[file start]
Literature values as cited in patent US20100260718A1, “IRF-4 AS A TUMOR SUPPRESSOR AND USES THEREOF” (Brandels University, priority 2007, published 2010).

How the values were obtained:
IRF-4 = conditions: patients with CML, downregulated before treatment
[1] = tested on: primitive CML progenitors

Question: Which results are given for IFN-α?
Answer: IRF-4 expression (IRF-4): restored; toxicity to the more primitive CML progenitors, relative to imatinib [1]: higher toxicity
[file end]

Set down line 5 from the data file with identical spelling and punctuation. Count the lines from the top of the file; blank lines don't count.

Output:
Question: Which results are given for IFN-α?